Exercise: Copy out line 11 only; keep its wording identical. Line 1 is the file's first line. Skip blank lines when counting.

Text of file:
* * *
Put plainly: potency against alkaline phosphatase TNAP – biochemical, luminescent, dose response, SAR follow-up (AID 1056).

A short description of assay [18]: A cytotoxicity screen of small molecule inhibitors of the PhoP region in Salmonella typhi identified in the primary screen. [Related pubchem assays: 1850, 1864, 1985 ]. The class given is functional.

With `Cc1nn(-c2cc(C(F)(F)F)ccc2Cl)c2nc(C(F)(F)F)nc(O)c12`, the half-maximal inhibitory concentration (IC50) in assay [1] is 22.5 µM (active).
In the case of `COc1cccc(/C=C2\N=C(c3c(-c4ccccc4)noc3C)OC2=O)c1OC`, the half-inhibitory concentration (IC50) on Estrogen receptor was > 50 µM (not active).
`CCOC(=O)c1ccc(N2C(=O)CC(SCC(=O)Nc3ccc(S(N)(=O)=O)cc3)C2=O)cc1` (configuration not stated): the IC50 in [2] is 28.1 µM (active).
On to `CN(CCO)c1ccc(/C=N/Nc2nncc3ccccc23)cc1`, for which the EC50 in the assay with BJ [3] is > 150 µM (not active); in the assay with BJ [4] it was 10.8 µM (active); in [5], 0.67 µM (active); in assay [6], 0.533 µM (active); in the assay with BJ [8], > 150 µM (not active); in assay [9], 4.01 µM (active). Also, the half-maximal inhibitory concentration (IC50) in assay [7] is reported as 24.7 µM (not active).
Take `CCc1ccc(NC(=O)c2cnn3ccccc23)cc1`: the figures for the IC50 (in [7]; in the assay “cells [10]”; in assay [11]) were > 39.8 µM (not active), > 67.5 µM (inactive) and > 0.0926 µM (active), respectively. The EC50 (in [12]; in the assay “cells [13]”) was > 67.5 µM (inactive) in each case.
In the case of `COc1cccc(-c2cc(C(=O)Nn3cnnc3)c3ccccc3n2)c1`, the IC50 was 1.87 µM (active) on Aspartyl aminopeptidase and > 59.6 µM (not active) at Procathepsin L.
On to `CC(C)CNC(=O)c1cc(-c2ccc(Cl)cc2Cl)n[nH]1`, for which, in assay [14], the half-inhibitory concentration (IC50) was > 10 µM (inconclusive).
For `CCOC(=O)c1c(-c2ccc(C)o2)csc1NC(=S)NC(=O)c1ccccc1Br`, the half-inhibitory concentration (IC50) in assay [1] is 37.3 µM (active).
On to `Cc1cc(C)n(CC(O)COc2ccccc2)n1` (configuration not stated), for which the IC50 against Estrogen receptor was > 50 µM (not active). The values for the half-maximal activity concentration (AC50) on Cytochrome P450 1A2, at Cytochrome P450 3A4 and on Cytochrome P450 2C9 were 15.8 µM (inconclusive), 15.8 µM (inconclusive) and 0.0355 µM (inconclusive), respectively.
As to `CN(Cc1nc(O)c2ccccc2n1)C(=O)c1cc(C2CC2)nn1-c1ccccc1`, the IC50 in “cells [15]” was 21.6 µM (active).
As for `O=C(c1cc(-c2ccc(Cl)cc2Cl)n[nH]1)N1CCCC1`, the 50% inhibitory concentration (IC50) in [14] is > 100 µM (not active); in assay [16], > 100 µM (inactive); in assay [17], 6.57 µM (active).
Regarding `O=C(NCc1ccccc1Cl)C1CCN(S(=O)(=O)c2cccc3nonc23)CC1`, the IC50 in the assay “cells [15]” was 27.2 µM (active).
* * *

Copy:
On to `Cc1cc(C)n(CC(O)COc2ccccc2)n1` (configuration not stated), for which the IC50 against Estrogen receptor was > 50 µM (not active). The values for the half-maximal activity concentration (AC50) on Cytochrome P450 1A2, at Cytochrome P450 3A4 and on Cytochrome P450 2C9 were 15.8 µM (inconclusive), 15.8 µM (inconclusive) and 0.0355 µM (inconclusive), respectively.